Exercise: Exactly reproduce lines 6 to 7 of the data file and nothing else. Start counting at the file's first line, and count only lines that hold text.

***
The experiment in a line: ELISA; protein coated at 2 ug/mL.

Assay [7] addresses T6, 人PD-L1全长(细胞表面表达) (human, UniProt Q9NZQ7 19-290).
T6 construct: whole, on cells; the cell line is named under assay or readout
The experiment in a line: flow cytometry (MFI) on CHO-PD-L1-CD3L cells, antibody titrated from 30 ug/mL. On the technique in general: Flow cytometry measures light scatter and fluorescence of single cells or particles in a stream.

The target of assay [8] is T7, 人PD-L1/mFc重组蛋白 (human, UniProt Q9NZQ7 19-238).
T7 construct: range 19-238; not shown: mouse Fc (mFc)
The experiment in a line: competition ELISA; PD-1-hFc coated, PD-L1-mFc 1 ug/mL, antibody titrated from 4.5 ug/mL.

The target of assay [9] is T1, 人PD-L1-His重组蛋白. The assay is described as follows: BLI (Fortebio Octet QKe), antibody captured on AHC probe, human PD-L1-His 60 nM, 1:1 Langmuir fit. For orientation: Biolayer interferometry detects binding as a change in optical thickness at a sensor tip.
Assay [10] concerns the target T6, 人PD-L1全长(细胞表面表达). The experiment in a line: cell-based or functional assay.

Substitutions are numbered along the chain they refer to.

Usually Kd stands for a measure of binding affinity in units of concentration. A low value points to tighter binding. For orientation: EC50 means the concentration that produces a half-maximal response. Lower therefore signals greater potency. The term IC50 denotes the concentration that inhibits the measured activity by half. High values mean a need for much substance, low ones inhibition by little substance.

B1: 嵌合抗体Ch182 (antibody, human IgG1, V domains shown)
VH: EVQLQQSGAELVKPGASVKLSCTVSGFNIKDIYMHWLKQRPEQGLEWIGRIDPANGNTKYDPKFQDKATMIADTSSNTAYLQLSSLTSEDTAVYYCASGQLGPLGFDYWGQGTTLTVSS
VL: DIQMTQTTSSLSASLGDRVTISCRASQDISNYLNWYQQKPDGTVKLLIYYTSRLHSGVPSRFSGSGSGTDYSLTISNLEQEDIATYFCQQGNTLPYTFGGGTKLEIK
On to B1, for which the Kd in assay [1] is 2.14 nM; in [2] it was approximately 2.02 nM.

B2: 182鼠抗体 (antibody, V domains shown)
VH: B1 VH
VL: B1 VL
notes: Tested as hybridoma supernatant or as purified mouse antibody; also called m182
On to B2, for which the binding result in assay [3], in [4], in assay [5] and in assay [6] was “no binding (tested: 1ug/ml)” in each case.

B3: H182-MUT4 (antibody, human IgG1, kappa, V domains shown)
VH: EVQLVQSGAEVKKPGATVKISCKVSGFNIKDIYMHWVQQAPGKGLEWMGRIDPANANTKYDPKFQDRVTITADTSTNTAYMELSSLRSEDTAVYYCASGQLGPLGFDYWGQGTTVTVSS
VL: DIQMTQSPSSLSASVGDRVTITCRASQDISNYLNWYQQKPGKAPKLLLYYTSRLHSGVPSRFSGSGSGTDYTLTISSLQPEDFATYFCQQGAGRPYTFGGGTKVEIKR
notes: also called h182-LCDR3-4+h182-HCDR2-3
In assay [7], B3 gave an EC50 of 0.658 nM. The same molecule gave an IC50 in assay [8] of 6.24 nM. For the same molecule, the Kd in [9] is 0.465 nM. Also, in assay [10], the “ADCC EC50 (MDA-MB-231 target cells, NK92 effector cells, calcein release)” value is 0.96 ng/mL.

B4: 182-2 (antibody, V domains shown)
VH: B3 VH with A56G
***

T7 construct: range 19-238; not shown: mouse Fc (mFc)
The experiment in a line: competition ELISA; PD-1-hFc coated, PD-L1-mFc 1 ug/mL, antibody titrated from 4.5 ug/mL.